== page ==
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Russian influencers are cutting up Chanel handbags over perceived “Russophobia.”
“Russian influencers are cutting up their Chanel handbags on social media in angry protest over restrictions imposed by the luxury French fashion label that mean they can no longer buy its products abroad. Chanel confirmed to the BBC this week that it was halting sales of its clothes, perfume, accessories and other items to customers who were intending to use the products in Russia, as a response to President Vladimir Putin’s brutal invasion of Ukraine. Chanel has already shut its stores within Russia, as have many other brands.” —[H/T The Washington Post]
The Met selects artist Hew Locke to create four sculptures for the museum’s exterior.
“The Metropolitan Museum of Art has selected the Guyanese-British artist Hew Locke to create new works for its Fifth Avenue facade niches, the third in a new series of site-specific commissions for the museum’s exterior. The project, ‘Gilt,’ will be on view from Sept. 16 of this year through May 22, 2023. … The artist, whose major commission “The Procession” recently opened at Tate Britain, will create four sculptures for the Met, shaped into whole and fragmented trophies that reference historical works in the museum’s collection.” —[H/T New York Times]
An anonymous artist honors Bucha massacre victims with a poignant performance.
“An unidentified artist-activist commemorated the victims of the massacre of male residents of the town of Bucha near Kyiv by having himself photographed in front of Moscow monuments laying face down, hands tied behind his back with white cloth. The terrifying images that emerged from Bucha over the weekend after it was freed from weeks of Russian occupation, showed many victims laying in that pose, some with gunshot wounds to the head in signs of summary execution.” —[H/T The Art Newspaper]
The Smithsonian is planning to demolish two Gyo Obata buildings on the National Mall.
“The Smithsonian Institution is preparing to tear down one of two buildings designed for the National Mall by the late architect Gyo Obata to make way for a new educational facility called the Bezos Learning Center. Smithsonian representatives recently told members of the National Capital Planning Commission and the U.S. Commission of Fine Arts (CFA) that demolition will begin this spring on the glass-clad restaurant pavilion that opened in 1988 as an annex to the 1976 National Air and Space Museum.” —[H/T The Architect’s Newspaper]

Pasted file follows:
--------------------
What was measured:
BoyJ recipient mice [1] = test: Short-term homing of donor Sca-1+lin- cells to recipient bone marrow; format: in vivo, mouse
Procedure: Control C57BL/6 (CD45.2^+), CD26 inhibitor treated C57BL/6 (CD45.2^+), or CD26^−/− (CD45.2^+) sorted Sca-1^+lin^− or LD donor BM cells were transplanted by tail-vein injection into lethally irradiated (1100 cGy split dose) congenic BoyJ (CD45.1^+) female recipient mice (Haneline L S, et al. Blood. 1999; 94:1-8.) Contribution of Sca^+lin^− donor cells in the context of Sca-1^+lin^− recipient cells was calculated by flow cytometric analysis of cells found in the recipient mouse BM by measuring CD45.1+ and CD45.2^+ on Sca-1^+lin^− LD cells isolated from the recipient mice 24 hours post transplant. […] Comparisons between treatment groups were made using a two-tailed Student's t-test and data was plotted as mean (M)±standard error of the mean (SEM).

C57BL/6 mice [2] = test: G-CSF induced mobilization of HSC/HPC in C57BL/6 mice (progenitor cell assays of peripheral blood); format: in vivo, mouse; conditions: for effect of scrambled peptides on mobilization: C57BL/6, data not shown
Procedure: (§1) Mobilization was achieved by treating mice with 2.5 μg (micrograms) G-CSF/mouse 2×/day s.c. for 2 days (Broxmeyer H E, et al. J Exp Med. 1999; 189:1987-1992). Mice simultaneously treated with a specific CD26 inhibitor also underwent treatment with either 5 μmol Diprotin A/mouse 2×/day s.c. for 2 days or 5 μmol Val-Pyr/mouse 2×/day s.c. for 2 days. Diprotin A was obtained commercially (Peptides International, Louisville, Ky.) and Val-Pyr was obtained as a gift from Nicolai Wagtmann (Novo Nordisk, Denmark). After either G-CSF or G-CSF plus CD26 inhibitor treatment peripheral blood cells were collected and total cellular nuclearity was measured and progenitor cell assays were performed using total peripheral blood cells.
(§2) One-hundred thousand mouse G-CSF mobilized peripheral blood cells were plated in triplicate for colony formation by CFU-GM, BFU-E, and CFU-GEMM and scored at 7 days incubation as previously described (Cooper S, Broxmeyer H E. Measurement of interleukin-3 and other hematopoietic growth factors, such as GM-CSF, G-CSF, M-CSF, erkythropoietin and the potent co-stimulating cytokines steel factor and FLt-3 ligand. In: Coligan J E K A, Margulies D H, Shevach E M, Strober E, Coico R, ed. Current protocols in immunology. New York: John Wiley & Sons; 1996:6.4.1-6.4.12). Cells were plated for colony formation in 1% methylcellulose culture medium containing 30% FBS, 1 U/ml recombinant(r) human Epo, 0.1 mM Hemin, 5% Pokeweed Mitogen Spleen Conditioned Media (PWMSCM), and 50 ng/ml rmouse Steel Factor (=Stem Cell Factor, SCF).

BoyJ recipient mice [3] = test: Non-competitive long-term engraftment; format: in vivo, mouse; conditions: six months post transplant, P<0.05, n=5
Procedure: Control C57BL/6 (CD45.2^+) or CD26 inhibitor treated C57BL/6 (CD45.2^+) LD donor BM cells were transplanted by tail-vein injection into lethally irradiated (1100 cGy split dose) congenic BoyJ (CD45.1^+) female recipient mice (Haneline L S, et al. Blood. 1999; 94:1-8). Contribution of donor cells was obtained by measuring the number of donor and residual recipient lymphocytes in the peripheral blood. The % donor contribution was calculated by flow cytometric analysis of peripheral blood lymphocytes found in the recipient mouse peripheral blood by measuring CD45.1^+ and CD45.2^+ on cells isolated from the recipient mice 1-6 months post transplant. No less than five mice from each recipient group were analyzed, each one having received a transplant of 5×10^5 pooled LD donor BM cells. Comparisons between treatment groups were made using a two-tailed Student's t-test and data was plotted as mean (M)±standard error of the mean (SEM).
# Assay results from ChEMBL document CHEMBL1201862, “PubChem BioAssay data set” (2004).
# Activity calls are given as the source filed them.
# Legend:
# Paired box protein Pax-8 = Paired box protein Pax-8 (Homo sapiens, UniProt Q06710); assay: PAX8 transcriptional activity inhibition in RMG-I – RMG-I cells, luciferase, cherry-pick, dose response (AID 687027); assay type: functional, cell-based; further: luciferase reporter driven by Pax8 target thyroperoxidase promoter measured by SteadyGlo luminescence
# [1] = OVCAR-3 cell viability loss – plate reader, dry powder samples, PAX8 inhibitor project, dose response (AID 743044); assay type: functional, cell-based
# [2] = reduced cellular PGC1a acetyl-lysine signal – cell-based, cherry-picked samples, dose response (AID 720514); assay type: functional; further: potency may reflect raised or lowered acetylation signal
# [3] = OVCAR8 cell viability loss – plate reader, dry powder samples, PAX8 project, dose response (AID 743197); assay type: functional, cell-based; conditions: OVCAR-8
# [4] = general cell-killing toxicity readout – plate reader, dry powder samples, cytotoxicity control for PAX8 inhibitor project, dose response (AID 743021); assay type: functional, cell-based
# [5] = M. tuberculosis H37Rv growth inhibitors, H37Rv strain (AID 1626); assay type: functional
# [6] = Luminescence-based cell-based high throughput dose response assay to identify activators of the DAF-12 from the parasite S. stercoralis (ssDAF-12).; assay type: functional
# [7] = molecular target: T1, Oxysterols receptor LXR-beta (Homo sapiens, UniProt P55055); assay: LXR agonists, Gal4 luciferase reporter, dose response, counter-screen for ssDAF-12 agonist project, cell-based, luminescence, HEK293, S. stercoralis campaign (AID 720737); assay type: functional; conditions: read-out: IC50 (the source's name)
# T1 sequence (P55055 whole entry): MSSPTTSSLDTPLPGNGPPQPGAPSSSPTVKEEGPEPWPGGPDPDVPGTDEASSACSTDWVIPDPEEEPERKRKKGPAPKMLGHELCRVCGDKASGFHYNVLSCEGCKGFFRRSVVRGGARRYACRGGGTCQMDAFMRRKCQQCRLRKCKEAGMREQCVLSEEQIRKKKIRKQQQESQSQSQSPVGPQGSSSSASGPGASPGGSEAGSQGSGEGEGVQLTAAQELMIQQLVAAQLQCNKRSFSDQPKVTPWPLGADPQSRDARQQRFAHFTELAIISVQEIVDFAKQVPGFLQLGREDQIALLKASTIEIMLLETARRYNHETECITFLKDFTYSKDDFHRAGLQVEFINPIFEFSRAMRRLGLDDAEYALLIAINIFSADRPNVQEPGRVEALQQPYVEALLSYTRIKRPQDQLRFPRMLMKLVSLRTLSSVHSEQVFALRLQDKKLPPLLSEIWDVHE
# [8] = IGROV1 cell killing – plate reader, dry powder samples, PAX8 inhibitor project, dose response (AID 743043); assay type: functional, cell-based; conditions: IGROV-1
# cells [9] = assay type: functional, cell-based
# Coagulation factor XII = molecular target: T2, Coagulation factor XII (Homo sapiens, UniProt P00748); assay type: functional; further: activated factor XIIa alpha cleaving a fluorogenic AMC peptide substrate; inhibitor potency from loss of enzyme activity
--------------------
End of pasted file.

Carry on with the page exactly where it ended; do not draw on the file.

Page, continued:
Disney plans to build more than 1,300 units of affordable housing near Disney World.
“When Walt Disney unveiled his vision in 1966 for a large project in central Florida, he called it an Experimental Prototype Community of Tomorrow (EPCOT). He said it would be a city of 20,000 residents, with an emphasis on industrial and civic experimentation—a utopian city, with a little Disney theme park magic on the side. Disney died later that year before his vision could take shape. And when Disney World opened in 1971, his utopian experiment was sidelined into EPCOT Center, just a small element of an otherwise wholly commercial theme park. Now, more than 50 years later, a more urban part of Disney’s utopian idealism is taking shape. The company is announcing a new project to augment its vast theme park and resort development with 1,300 units of affordable housing, set on 80 acres of land right next to Disney World.” —[H/T Fast Company]
The Brazilian gallery Mendes Wood DM will open a new outpost in Tribeca, New York.
“Mendes Wood DM will open a 7,000-square-foot gallery [designed by Büro Koray Duman] in New York’s Tribeca neighborhood early next month. Its new Walker Street location includes three gallery spaces. Founded by Felipe Dmab, Matthew Wood, and Pedro Mendes in São Paulo in 2010, the gallery maintains a presence in São Paulo and Brussels, and previously operated on the Upper East Side in New York through early 2021. The founders plan to use this expansion to continue showcasing work by Brazilian artists.” —[H/T ARTnews]